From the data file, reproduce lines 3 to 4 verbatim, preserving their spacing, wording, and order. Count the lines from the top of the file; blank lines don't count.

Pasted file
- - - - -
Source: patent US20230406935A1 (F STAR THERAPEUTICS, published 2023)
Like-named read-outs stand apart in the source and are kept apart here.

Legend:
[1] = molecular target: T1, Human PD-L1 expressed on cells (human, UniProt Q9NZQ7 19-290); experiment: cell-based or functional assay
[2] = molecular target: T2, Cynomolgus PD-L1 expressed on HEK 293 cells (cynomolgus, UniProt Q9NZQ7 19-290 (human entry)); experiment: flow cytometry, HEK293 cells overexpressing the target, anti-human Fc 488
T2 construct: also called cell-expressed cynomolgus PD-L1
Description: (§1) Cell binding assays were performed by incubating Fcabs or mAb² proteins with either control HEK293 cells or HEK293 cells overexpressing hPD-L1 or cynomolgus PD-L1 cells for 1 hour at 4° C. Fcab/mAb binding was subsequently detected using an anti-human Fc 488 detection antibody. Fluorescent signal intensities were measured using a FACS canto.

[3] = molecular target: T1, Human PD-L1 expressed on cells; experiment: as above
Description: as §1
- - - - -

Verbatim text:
Legend:
[1] = molecular target: T1, Human PD-L1 expressed on cells (human, UniProt Q9NZQ7 19-290); experiment: cell-based or functional assay